NEAR TWELVE p.m. we were back at camp changing clothes - feeling good, fully amping.
Beyond our tents hundreds of good-cheer Gatherers flowed, sports fans on the march, pilgrims on the path - Mount Kailash, Shikoku, Varanasi - livers and lovers, dancers, all on the Trance Zone surge.
Beside me Joseph, Sam and Big Dan, towering over us at six foot nine; and us part of a much larger rugged-up snug mob: people in a multitude of beanies, jackets and warm wool jerseys, some carrying umbrellas, some squatting down, news cameras present, clouds, steam; all just one huge homogenous yearn towards that empty, emerald field out front.
The rain down, still coming down, but tolerable, perhaps even enjoyable, the heavier drops chubby and cool on your face, the lighter ones misting into a fine spray. A novelty. I mean how often are you outside, outdoors, and uncovered in rain really?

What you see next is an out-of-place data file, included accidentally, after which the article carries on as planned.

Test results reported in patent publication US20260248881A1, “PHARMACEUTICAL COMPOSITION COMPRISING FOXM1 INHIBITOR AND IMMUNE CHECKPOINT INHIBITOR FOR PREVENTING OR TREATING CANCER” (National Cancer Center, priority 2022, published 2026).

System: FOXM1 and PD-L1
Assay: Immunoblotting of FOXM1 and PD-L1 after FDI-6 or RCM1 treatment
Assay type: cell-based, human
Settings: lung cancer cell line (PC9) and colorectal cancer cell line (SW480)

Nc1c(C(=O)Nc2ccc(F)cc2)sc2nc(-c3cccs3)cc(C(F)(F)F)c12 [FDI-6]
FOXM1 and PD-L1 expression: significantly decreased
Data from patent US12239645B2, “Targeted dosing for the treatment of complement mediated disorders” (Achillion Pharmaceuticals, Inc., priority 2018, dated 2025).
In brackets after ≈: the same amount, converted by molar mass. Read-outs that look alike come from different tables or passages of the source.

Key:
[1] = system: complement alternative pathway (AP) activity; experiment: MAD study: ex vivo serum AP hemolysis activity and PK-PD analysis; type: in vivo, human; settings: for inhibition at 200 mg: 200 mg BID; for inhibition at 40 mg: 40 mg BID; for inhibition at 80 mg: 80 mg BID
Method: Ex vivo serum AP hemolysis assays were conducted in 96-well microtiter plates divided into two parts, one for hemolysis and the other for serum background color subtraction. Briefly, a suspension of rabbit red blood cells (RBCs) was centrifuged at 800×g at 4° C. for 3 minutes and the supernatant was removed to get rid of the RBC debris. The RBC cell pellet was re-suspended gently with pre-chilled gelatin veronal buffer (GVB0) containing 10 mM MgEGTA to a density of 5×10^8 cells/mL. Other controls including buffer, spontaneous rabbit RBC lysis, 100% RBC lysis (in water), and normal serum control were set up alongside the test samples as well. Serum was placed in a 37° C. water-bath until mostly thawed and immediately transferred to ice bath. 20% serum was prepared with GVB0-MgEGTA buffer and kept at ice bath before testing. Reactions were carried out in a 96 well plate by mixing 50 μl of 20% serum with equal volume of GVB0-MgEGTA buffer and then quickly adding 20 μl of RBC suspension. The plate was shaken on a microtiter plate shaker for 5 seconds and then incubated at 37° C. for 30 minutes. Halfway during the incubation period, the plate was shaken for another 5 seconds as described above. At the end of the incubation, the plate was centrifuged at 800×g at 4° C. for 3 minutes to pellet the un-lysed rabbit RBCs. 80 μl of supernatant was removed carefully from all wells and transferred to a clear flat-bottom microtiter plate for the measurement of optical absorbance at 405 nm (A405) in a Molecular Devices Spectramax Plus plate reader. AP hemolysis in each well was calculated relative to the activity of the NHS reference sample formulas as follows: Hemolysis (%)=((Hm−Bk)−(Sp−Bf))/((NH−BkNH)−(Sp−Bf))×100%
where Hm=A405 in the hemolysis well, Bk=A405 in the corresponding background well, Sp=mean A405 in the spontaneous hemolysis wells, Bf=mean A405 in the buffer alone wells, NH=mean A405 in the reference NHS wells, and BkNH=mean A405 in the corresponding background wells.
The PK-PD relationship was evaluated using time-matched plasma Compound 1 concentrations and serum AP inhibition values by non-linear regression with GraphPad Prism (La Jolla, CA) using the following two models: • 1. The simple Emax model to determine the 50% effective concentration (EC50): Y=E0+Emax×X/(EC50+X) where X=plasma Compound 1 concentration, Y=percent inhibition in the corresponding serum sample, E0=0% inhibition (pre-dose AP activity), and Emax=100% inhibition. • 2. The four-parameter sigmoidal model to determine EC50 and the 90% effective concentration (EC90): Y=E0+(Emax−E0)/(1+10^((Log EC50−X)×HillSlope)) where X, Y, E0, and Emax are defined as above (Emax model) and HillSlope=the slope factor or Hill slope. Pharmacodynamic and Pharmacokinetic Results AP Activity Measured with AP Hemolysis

Besides, electricity was in the air, we were on the verge of a thousand years, and no wet in the world could quench our fire, our barbarous souls at that time, in that place.
The first bass-ladened beats crack-ti-cracked the air; the crowd spiralled higher; the track something suitably singular, epic. We were barely contained, frothing against the rope.
Time slowed, paused, ticked over.
Twelve o’clock and the rope was down,
The rope cordon was down and you couldn't help it, suddenly you were moving, shifting, straining with all of your might, running for the middle of the Trance Zone, bumping and jumping with your friends, with hundreds of others, running and shouting and hooping your delight; past the cameras, across the grass, through the rain; just one crazy pell-mell sprint for the centre for no other reason than it had begun.
The music was here.
And The Gathering had finally, truly begun.
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